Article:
Anti-Discrimination Laws in Japan

1. Brief Description of Anti-Discrimination Laws

Nationality, Creed (beliefs including religious/ political beliefs), Social Status (interpreted to include race) – the Labor Standards Act prohibits discriminatory treatment in setting out any terms and condition of employment, such as for salary, and work hours, based on such cause.

Gender – the Equal Employment Opportunity Act prohibits discrimination based on gender in hiring, placement, promotion, demotion, training, benefits, change in position and type of employment, seeking resignation, retirement age, dismissal or renewal of fixed term contract. The Labor Standards Act also explicitly prohibits discriminatory treatment based on gender for salary purposes.

Age – The Employment Measures Act prohibits discrimination based on age for hiring, with limited exceptions

Child care/ nursing care – the Child Care and Nursing Care Act prohibits disadvantageous treatment of any employee who applied for, or took, child care or nursing care leave and other measures under this law.

Disability – From April 1, 2016, employers are prohibited to treat persons with disability in a discriminatory manner, and from April 1 2018, employers will be required to implement measures to assist persons with disabilities to work (unless the measure will cause undue burden).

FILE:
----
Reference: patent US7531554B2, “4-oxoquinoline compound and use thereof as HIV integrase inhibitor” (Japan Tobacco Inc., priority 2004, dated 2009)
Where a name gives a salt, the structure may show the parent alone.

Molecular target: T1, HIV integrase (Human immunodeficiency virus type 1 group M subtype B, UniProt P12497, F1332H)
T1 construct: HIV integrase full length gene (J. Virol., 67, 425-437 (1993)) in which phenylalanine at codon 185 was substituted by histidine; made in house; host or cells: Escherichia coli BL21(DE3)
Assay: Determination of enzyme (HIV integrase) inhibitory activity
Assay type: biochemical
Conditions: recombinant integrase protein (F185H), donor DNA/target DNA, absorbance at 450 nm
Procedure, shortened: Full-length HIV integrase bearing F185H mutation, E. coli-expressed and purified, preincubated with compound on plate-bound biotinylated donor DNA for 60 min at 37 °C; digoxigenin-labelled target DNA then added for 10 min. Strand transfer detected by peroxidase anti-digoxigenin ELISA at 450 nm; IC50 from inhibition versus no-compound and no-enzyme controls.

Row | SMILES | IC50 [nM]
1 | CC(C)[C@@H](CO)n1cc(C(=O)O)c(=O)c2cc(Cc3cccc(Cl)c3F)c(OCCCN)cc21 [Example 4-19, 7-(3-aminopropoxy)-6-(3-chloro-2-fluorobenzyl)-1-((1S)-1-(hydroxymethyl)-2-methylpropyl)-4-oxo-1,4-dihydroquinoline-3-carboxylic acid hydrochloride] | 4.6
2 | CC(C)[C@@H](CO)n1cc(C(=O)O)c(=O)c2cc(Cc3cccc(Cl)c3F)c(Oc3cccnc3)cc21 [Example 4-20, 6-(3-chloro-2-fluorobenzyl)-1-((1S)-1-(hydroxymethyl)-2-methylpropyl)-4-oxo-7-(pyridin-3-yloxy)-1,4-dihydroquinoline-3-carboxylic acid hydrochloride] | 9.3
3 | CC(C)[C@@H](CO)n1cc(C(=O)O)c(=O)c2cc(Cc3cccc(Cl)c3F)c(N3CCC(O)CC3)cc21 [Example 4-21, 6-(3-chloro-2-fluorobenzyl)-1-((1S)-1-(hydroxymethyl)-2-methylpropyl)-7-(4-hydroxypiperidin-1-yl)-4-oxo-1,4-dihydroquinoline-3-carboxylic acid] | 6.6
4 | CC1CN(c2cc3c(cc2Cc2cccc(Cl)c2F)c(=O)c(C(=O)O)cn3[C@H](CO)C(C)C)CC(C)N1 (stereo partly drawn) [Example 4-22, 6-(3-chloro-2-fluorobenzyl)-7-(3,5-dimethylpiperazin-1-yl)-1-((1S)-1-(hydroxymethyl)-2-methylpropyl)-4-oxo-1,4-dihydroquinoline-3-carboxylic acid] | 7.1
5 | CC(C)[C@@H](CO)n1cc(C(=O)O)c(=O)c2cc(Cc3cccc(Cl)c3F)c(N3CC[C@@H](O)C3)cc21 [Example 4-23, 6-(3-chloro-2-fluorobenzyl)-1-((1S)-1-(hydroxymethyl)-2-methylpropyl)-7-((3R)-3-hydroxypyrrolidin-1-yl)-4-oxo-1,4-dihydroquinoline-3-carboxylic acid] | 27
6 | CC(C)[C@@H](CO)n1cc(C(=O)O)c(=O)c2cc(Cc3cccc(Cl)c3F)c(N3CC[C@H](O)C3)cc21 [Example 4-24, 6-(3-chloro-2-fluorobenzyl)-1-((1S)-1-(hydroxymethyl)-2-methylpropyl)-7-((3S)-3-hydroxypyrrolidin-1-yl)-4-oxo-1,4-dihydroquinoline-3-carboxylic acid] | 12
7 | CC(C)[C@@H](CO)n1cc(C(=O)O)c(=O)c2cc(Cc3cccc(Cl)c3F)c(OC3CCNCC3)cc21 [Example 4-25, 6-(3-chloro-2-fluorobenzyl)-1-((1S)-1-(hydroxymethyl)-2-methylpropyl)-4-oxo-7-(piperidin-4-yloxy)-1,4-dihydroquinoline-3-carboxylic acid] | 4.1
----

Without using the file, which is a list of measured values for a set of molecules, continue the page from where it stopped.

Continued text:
Union membership – the Labor Union Act prohibits discrimination by employers based on union membership, joining or trying to form a union, or participating in a justifiable union activity, or to make it a condition for hiring that an individual will not join a union or will leave a union.

Part-time Workers – The Part-Time Workers Act stipulates that part time workers who have similar job descriptions with full time employees and subject to similar job positions (e.g. will not be exempt from transferring to other locations), must be treated equally with respect to salary, training, benefits and other terms and conditions of employment.

2. Extent of Protection

For prohibition of discrimination in setting out or applying terms and conditions of employment, an employee seeking equal treatment may seek the same terms and conditions with the employee(s) they seek equal employment with.

3. Protections Against Harassment

Sexual harassment is prohibited under the Equal Employment Opportunities Act (and can lead to claims for damage against both the perpetrator and the employer if the employer failed to carry out its duty to provide due care for a safe working environment).

Power harassment (bullying) can also lead to a similar situation, although there is no specific legislation and is viewed as an illegal tort act under the Civil Code.

A recent addition to the major types of harassment is called “maternity harassment”.

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